This is the eighth Wing Commander novel. It was written by Peter Telep and published by Harper in 1999. This is a new author from the previous novels and based on the movie rather than the game. I can’t say too many bad things about the movie so this wasn’t a book I was especially looking forward to. My main hope going into this was that it couldn’t be any worse than the film. It’s quite a short book which can be read in not all that much longer than it takes to watch the film and there are 8 pages of colour photos from the movie in the middle of the book.
I won’t describe the plot here since I’ve been through it all before and the book sticks extremely closely to the movie. There is a little more detail with an occasional glimpse of things from the Kilrathi point of view. In the movie, they are fairly anonymous but here we get to hear a few discussions on battle tactics and the like. Their character is very close to that in the earlier novels with the same honour systems although they have dropped the annoying habit of describing everything in terms of the number 8. I.e. eight eights of fighters etc. This was getting old after 7 novels and it was hokey in the first place.
Another change from the movie is that Blair has a personal computer implanted into his wrist, complete with a holographic representation of the Wizard Merlin who pops up at times offering advice. This character is obviously there for comic relief and could have been the Jar Jar Binks of the movie had he been included. Thankfully, his use is sparing in the book so he just seems out of place rather than irritating.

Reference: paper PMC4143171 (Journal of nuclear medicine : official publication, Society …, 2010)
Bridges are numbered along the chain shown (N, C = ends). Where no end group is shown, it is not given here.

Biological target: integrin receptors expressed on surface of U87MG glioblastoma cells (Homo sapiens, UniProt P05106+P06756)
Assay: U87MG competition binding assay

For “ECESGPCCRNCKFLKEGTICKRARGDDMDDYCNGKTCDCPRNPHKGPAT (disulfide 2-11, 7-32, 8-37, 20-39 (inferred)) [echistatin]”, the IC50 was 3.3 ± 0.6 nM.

Finally, there is a subplot with Pilgrim traitors within Confed and indeed Captain Sansky himself turns out to be working with the Kilrathi. He is exposed through Blair’s actions and commits suicide before anyone can get to him leaving Gerard to take over. The book even suggests that a war with the Pilgrims is about to break out again in its epilogue. I’ll presumably find out more about that in Pilgrim Stars when I get around to reading it.
As for the writing style, Telep proves to have some skill given what he has to work with. We are still stuck with the same storyline complete with the mystical Pilgrim element but it comes across far better with the extra exposition. Some of the scenes from the film actually work better in this form, such as Blair jumping through the gravity well which is more about what is going on in his mind than anything you would be able to see on screen. There is also some evidence of the detail that was in the Confederation Handbook I looked at a few months back being used for background detail giving it more of a sci-fi vibe.
Compared to the other Wing Commander novels, the characters in this were far more rounded and realistic and it was less childish as a result. Without the awful casting choices to cope with I actually had some interest in what happened to the main protagonists and I’m shocked to say that this book was actually quite good. My low expectations probably helped here but maybe there actually was a half decent film in the script if some different decisions had been made. It still doesn’t feel like Wing Commander but if you ever get the urge to watch the movie, I’d strongly recommend reading the book instead.
Speaking of which, there are actually two versions of the book. There is the one I’ve read and the “Junior Novelisation” which I’ve also got. Apart from it being a different shape and size, I’m unsure of the difference but I’ll have a quick look at it at some point. I’m assuming it’s a child friendly version of the book I’ve just read but there was nothing much in this that I’d consider particularly adult.